i just enlarged the sda and sdb partitions underneath /boot, which broke
their raid1 association, and then learned at grub rescue that the
centos7/grub2 mbr indeed looks for the raid device, not just an underlying
partition, so i wonder if sda were dead if perhaps it might still just
work, if all i do is tell the bios to boot sdb.

On Thu, Jan 11, 2018 at 8:10 PM, Nathan O'Brennan <plugaz at codezilla.xyz>

> I did try this in Centos 7. My sda failed and I had to do some messing to
> get it to boot as degraded, however it was possible. If I remember
> correctly I had to switch sata cables so sdb looked like sda and I had just
> happened to manually install the boot onto both mbrs.  In the end I put a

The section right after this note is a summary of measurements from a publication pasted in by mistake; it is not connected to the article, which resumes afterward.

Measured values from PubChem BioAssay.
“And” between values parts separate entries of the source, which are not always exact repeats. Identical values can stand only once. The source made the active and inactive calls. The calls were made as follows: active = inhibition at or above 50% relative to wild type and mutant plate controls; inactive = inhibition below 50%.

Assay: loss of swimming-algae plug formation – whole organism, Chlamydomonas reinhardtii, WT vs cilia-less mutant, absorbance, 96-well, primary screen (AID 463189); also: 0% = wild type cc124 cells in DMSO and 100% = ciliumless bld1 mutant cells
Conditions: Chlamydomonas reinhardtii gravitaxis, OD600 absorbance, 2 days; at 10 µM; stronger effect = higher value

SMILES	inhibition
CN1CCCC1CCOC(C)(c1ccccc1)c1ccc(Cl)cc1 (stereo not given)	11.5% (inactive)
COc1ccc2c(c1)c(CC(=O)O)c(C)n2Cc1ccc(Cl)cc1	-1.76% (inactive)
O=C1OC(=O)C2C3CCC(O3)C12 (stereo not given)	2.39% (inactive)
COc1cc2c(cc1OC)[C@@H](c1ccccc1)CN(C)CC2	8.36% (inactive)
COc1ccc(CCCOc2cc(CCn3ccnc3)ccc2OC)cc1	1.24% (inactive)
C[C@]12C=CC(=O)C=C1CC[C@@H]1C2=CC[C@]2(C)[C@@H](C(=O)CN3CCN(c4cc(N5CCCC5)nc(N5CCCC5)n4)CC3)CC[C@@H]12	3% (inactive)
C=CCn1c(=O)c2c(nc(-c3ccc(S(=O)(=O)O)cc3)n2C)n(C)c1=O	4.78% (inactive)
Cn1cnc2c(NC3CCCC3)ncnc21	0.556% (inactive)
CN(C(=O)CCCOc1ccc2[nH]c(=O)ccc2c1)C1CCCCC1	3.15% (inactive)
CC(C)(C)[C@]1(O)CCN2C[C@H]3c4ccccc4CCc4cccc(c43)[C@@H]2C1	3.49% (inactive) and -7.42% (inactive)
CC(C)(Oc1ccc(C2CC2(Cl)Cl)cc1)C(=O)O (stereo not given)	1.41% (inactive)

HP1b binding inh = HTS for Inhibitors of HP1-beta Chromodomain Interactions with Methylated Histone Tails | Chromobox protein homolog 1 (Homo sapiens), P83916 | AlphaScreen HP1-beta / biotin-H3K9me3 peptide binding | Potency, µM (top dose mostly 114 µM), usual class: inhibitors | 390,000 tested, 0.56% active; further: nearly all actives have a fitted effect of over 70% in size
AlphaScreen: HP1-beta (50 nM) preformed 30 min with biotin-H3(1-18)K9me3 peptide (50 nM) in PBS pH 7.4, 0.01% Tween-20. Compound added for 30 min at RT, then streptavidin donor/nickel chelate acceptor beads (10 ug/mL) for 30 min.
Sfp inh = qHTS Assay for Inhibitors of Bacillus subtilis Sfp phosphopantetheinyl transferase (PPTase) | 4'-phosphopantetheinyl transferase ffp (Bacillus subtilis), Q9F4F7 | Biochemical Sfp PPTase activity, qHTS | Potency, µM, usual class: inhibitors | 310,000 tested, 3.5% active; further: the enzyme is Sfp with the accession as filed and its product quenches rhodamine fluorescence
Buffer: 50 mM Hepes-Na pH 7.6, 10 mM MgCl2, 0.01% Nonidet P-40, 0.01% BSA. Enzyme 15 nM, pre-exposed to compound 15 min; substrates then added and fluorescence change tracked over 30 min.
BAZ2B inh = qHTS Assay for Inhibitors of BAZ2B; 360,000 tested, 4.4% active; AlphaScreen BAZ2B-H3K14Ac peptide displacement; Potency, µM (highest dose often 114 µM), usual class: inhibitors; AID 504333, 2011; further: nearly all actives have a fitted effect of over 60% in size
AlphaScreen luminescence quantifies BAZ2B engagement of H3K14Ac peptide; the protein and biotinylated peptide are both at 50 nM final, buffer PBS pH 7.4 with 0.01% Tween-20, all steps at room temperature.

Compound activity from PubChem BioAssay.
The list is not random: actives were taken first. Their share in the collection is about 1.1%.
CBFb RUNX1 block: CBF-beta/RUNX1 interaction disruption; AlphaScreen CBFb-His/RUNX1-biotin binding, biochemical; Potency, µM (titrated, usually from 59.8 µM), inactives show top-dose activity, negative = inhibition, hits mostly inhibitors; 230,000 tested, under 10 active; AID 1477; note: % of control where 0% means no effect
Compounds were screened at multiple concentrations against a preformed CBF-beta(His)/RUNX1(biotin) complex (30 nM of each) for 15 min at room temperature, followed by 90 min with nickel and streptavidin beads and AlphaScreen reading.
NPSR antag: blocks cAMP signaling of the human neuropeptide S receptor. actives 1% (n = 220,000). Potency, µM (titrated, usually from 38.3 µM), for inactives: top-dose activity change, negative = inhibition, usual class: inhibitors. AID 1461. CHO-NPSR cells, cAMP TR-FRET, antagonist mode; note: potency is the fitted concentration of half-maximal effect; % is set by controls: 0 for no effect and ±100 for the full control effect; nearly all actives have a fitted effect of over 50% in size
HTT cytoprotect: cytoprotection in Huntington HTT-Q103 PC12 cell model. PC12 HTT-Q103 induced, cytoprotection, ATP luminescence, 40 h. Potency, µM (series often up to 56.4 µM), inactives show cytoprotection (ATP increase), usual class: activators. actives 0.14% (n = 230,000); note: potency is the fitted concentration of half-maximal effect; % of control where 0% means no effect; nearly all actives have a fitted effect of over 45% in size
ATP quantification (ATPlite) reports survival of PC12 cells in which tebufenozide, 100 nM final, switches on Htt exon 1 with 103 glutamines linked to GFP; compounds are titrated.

> third drive in just for the OS and boot so I could keep my raid volumes
> completely separated.
> In a pinch you can also boot using Kali or something similar and manually
> mount the degraded array if you need to pull data off.
> On 2018-01-11 16:07, gregrwm wrote:
> my setup is sda and sdb are partitioned identically, boot is raid1/ext3,
> swap is raid1, root is raid1/lvm/ext4, each raid1 has a partition on sda
> and a partition on sdb.
> if sda goes south, will centos7 still boot?  it won't work unless the sdb
> mbr points to the sdb member of /boot, which means the sdb mbr would not be
> an exact copy of the sda mbr.
> i kind of expect it to be more simpleminded and less friendly such that it
> will only work if sda is removed and sdb becomes addressable as sda.
> or perhaps the mbr is smarter than i expect and looks for a UUID, in which
> case it would work either way.
> has anyone actually tried this in centos7?
this concludes test 42 of big bang inflation dynamics.  in the advent of an
actual universe, further instructions will be provided.
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